JH: I was trying to infuse multiple styles and genres within a cohesive six track work that stayed true to the original while also making sure that my musical tastes came across, so keeping elements that were similar throughout the tracks. My voice and the flute parts were recorded in the same studio with the same microphones on most of the tracks. The same piano appears on most of the tracks as well.
What’s different are all of the collaborators that I invited to play with me on the album. I wanted to take into account how they could influence specific arrangements. It was a question of how I could blend their specific skill set with what I have to offer in the arrangements, but still make it sound cohesive.
KM: Tell me about your collaborators and what you feel they brought to the album?
JH: Patti Rudisil and Peter Anthony Smith (who goes by Soundole on YouTube)played on Memories of Green. I knew that I wanted them both to appear on the track, so that influenced my instrumentation which meant I had violin and clarinet to go along with my flute. That’s not really a standard trio of instruments, but I wanted to work with those two so I was set on making it work. Their playing is so dynamic and delicate that I knew there would be unrivalled musicianship on the track.
The next track, Battle with Magus, features my partner Lorenzo who is an excellent metal and hard rock guitarist. I actually made a trip out to B.C. to arrange that track with him. Lorenzo and I sat down and decided everything together. We even wrote his solo together. That was really the only time that I didn’t do it at a distance. With the other collaborators, I sent them the tracks and said, “Here! Have at it.”
I’ll also mention Carlos Eiene (insaneintherainmusic) who played tenor saxophone on Wings That Cross Time. I wrote that arrangement for him, but I’m not trained as a jazz musician so I sometimes feel as if I’m an impostor when it comes to jazz. It meant a lot to be able to get his feedback.
Finally I wanted to mention the last track: World Revolution. It’s a very special track for me because I put out a call to action with a Google Drive document that contained the vocal parts, the string parts, the click track and the mock up. I said that if people wanted to contribute, they had two weeks to send me their material. I got such a nice response from people. All the strings and the voices you hear on that track are a virtual ensemble which filled it out really nicely.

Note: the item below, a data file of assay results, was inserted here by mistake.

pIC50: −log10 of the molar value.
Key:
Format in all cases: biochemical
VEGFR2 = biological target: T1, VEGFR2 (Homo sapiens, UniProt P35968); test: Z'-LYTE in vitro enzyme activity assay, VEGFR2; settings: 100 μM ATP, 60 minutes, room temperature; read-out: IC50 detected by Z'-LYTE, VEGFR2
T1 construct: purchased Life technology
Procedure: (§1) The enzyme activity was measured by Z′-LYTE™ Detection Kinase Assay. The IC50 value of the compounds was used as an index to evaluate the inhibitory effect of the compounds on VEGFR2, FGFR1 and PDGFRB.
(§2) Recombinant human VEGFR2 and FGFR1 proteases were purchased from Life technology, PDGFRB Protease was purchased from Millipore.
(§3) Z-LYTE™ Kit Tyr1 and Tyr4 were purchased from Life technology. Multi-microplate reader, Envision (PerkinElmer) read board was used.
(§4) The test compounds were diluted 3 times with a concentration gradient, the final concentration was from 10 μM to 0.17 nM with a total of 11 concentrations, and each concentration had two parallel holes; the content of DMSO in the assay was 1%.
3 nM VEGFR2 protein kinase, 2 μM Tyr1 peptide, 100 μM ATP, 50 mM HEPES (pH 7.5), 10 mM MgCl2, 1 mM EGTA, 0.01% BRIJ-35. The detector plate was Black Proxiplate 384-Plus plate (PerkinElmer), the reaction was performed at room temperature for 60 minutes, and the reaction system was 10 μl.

KM: Tell me more about your own vocal and musical contributions to the album outside of arranging the music.
JH: I knew for some of the songs that I wanted to write lyrics, but I have always been wary of adding lyrics because it’s a make it or break it kind of thing. They can be so cheesy or detract from the emotion of the track or they can really add something special. I decided that I’d only write lyrics if I felt that they could add something. Memories of Green, Schala’s Theme and Corridors of Time ended up having lyrics. They’re not literal, they’re open to interpretation. I also did tons of choral recordings. What I do for that is record four or five tracks of each vocal part, I layer them all together and add processing to make it sound like a larger ensemble in a real hall. The one stand out would be Wings That Cross Time where I scatted along with Carlos’ tenor saxophone playing and I let his playing dictate how I sang over it.
KM: What are your aspirations for Between Earth and Sky?
JH: I just hope that people rediscover this music and maybe go and play the game if they haven’t done that. I hope that people find something special in it that enhances the original work, but doesn’t take away from their memory or nostalgia about the game. I want their overall experience to be positive. I want everyone to see how much collaboration went on, not just with the musicians, but with the art designer, Lorenzo de Sequera, my mastering engineer AHmusic, and Materia Collective who published and distributed the work as well.
AHmusic is from Venezuela, so we were communicating with him throughout all of the power outages happening there. He still managed to master the album and deliver everything on time. Soloists came from Europe, Australia, Asia, and all over North America. The album was really a global community effort overall and I think that is absolutely the best way to make music. I hope that more and more people realize the power of digital media and what is possible in terms of music creation and dissemination nowadays.